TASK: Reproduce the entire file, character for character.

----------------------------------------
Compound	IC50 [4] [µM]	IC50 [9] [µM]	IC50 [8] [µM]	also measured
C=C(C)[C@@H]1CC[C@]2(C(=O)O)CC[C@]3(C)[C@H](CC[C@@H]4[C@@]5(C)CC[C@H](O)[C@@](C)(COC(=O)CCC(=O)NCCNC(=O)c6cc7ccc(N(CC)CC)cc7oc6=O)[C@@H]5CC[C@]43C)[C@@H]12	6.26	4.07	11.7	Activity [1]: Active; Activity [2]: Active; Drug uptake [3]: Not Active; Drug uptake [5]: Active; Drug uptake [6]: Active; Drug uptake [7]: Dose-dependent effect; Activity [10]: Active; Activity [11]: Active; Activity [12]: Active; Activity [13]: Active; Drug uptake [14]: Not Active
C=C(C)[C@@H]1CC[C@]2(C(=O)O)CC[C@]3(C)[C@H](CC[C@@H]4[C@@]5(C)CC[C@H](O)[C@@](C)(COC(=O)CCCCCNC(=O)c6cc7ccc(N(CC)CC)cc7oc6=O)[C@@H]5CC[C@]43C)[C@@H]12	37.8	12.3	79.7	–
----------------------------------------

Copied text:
Compound	IC50 [4] [µM]	IC50 [9] [µM]	IC50 [8] [µM]	also measured
C=C(C)[C@@H]1CC[C@]2(C(=O)O)CC[C@]3(C)[C@H](CC[C@@H]4[C@@]5(C)CC[C@H](O)[C@@](C)(COC(=O)CCC(=O)NCCNC(=O)c6cc7ccc(N(CC)CC)cc7oc6=O)[C@@H]5CC[C@]43C)[C@@H]12	6.26	4.07	11.7	Activity [1]: Active; Activity [2]: Active; Drug uptake [3]: Not Active; Drug uptake [5]: Active; Drug uptake [6]: Active; Drug uptake [7]: Dose-dependent effect; Activity [10]: Active; Activity [11]: Active; Activity [12]: Active; Activity [13]: Active; Drug uptake [14]: Not Active
C=C(C)[C@@H]1CC[C@]2(C(=O)O)CC[C@]3(C)[C@H](CC[C@@H]4[C@@]5(C)CC[C@H](O)[C@@](C)(COC(=O)CCCCCNC(=O)c6cc7ccc(N(CC)CC)cc7oc6=O)[C@@H]5CC[C@]43C)[C@@H]12	37.8	12.3	79.7	–